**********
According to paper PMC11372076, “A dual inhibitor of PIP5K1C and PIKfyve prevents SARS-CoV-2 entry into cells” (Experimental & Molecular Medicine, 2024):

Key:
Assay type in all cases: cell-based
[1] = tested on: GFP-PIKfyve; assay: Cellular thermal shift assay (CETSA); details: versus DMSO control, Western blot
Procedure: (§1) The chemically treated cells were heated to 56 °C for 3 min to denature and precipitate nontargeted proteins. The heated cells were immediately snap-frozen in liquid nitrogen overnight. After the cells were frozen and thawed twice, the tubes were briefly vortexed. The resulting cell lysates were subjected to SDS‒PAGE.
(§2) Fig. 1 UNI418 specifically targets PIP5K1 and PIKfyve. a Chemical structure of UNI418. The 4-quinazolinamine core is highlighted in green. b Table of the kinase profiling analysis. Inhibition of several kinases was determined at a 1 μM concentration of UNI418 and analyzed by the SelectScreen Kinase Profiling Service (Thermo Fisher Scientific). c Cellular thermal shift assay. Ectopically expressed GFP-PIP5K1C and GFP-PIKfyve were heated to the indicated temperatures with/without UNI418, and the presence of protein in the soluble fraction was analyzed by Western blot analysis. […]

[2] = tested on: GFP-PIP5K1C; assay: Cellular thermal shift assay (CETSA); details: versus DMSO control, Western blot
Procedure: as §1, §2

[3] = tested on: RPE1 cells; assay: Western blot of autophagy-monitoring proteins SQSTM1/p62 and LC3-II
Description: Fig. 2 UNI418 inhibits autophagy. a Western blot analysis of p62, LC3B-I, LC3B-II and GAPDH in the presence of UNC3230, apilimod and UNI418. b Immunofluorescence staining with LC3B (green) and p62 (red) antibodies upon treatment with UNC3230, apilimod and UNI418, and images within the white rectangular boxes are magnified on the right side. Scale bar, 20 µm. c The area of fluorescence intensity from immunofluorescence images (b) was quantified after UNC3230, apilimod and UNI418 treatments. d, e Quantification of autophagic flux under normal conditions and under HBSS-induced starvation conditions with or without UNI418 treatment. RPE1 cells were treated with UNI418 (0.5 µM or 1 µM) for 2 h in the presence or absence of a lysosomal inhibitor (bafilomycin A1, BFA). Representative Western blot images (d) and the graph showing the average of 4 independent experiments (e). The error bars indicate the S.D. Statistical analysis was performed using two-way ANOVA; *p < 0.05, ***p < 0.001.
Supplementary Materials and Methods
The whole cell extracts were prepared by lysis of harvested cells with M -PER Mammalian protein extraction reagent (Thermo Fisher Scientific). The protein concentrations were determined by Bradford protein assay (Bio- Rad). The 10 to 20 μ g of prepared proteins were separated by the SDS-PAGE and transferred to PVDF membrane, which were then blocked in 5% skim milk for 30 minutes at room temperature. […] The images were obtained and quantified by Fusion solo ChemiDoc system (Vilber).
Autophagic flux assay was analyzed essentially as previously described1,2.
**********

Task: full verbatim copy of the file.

According to paper PMC11372076, “A dual inhibitor of PIP5K1C and PIKfyve prevents SARS-CoV-2 entry into cells” (Experimental & Molecular Medicine, 2024):

Key:
Assay type in all cases: cell-based
[1] = tested on: GFP-PIKfyve; assay: Cellular thermal shift assay (CETSA); details: versus DMSO control, Western blot
Procedure: (§1) The chemically treated cells were heated to 56 °C for 3 min to denature and precipitate nontargeted proteins. The heated cells were immediately snap-frozen in liquid nitrogen overnight. After the cells were frozen and thawed twice, the tubes were briefly vortexed. The resulting cell lysates were subjected to SDS‒PAGE.
(§2) Fig. 1 UNI418 specifically targets PIP5K1 and PIKfyve. a Chemical structure of UNI418. The 4-quinazolinamine core is highlighted in green. b Table of the kinase profiling analysis. Inhibition of several kinases was determined at a 1 μM concentration of UNI418 and analyzed by the SelectScreen Kinase Profiling Service (Thermo Fisher Scientific). c Cellular thermal shift assay. Ectopically expressed GFP-PIP5K1C and GFP-PIKfyve were heated to the indicated temperatures with/without UNI418, and the presence of protein in the soluble fraction was analyzed by Western blot analysis. […]

[2] = tested on: GFP-PIP5K1C; assay: Cellular thermal shift assay (CETSA); details: versus DMSO control, Western blot
Procedure: as §1, §2

[3] = tested on: RPE1 cells; assay: Western blot of autophagy-monitoring proteins SQSTM1/p62 and LC3-II
Description: Fig. 2 UNI418 inhibits autophagy. a Western blot analysis of p62, LC3B-I, LC3B-II and GAPDH in the presence of UNC3230, apilimod and UNI418. b Immunofluorescence staining with LC3B (green) and p62 (red) antibodies upon treatment with UNC3230, apilimod and UNI418, and images within the white rectangular boxes are magnified on the right side. Scale bar, 20 µm. c The area of fluorescence intensity from immunofluorescence images (b) was quantified after UNC3230, apilimod and UNI418 treatments. d, e Quantification of autophagic flux under normal conditions and under HBSS-induced starvation conditions with or without UNI418 treatment. RPE1 cells were treated with UNI418 (0.5 µM or 1 µM) for 2 h in the presence or absence of a lysosomal inhibitor (bafilomycin A1, BFA). Representative Western blot images (d) and the graph showing the average of 4 independent experiments (e). The error bars indicate the S.D. Statistical analysis was performed using two-way ANOVA; *p < 0.05, ***p < 0.001.
Supplementary Materials and Methods
The whole cell extracts were prepared by lysis of harvested cells with M -PER Mammalian protein extraction reagent (Thermo Fisher Scientific). The protein concentrations were determined by Bradford protein assay (Bio- Rad). The 10 to 20 μ g of prepared proteins were separated by the SDS-PAGE and transferred to PVDF membrane, which were then blocked in 5% skim milk for 30 minutes at room temperature. […] The images were obtained and quantified by Fusion solo ChemiDoc system (Vilber).
Autophagic flux assay was analyzed essentially as previously described1,2.